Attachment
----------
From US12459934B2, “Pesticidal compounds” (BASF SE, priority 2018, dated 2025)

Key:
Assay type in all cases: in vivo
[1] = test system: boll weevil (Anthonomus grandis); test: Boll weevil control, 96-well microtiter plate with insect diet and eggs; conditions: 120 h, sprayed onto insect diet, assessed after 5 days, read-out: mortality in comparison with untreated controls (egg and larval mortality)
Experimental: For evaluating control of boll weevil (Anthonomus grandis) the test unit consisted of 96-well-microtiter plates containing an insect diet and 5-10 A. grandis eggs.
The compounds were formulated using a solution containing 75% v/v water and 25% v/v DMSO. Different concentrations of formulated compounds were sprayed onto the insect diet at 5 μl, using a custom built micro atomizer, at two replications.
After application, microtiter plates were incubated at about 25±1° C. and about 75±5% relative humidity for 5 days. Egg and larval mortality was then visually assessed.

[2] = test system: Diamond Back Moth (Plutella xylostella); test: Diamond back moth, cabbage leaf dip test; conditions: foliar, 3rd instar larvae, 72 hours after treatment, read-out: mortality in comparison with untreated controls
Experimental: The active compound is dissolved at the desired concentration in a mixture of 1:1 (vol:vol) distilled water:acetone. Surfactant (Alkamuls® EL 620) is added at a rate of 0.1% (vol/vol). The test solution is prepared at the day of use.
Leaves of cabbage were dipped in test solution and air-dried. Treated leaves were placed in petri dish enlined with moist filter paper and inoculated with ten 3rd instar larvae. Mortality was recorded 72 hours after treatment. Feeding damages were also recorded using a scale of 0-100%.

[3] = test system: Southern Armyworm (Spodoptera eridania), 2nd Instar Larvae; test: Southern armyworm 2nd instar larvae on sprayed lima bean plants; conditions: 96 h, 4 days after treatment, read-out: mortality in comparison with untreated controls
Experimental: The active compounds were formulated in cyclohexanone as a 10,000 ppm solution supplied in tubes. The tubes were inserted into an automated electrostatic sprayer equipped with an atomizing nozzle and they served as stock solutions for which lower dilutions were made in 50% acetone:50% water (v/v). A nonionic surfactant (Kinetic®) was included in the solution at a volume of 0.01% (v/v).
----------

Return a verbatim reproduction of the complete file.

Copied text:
From US12459934B2, “Pesticidal compounds” (BASF SE, priority 2018, dated 2025)

Key:
Assay type in all cases: in vivo
[1] = test system: boll weevil (Anthonomus grandis); test: Boll weevil control, 96-well microtiter plate with insect diet and eggs; conditions: 120 h, sprayed onto insect diet, assessed after 5 days, read-out: mortality in comparison with untreated controls (egg and larval mortality)
Experimental: For evaluating control of boll weevil (Anthonomus grandis) the test unit consisted of 96-well-microtiter plates containing an insect diet and 5-10 A. grandis eggs.
The compounds were formulated using a solution containing 75% v/v water and 25% v/v DMSO. Different concentrations of formulated compounds were sprayed onto the insect diet at 5 μl, using a custom built micro atomizer, at two replications.
After application, microtiter plates were incubated at about 25±1° C. and about 75±5% relative humidity for 5 days. Egg and larval mortality was then visually assessed.

[2] = test system: Diamond Back Moth (Plutella xylostella); test: Diamond back moth, cabbage leaf dip test; conditions: foliar, 3rd instar larvae, 72 hours after treatment, read-out: mortality in comparison with untreated controls
Experimental: The active compound is dissolved at the desired concentration in a mixture of 1:1 (vol:vol) distilled water:acetone. Surfactant (Alkamuls® EL 620) is added at a rate of 0.1% (vol/vol). The test solution is prepared at the day of use.
Leaves of cabbage were dipped in test solution and air-dried. Treated leaves were placed in petri dish enlined with moist filter paper and inoculated with ten 3rd instar larvae. Mortality was recorded 72 hours after treatment. Feeding damages were also recorded using a scale of 0-100%.

[3] = test system: Southern Armyworm (Spodoptera eridania), 2nd Instar Larvae; test: Southern armyworm 2nd instar larvae on sprayed lima bean plants; conditions: 96 h, 4 days after treatment, read-out: mortality in comparison with untreated controls
Experimental: The active compounds were formulated in cyclohexanone as a 10,000 ppm solution supplied in tubes. The tubes were inserted into an automated electrostatic sprayer equipped with an atomizing nozzle and they served as stock solutions for which lower dilutions were made in 50% acetone:50% water (v/v). A nonionic surfactant (Kinetic®) was included in the solution at a volume of 0.01% (v/v).